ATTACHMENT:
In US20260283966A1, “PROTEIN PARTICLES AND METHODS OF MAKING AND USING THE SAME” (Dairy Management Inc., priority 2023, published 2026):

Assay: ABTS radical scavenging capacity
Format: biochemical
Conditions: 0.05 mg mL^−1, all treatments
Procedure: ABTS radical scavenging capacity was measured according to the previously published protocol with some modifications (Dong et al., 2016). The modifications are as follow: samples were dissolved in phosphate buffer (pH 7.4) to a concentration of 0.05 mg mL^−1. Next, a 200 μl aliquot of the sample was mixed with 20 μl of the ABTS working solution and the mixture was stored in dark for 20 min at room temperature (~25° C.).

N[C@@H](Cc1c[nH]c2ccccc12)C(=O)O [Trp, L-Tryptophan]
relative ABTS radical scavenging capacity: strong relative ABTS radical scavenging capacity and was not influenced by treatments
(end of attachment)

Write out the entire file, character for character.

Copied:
In US20260283966A1, “PROTEIN PARTICLES AND METHODS OF MAKING AND USING THE SAME” (Dairy Management Inc., priority 2023, published 2026):

Assay: ABTS radical scavenging capacity
Format: biochemical
Conditions: 0.05 mg mL^−1, all treatments
Procedure: ABTS radical scavenging capacity was measured according to the previously published protocol with some modifications (Dong et al., 2016). The modifications are as follow: samples were dissolved in phosphate buffer (pH 7.4) to a concentration of 0.05 mg mL^−1. Next, a 200 μl aliquot of the sample was mixed with 20 μl of the ABTS working solution and the mixture was stored in dark for 20 min at room temperature (~25° C.).

N[C@@H](Cc1c[nH]c2ccccc12)C(=O)O [Trp, L-Tryptophan]
relative ABTS radical scavenging capacity: strong relative ABTS radical scavenging capacity and was not influenced by treatments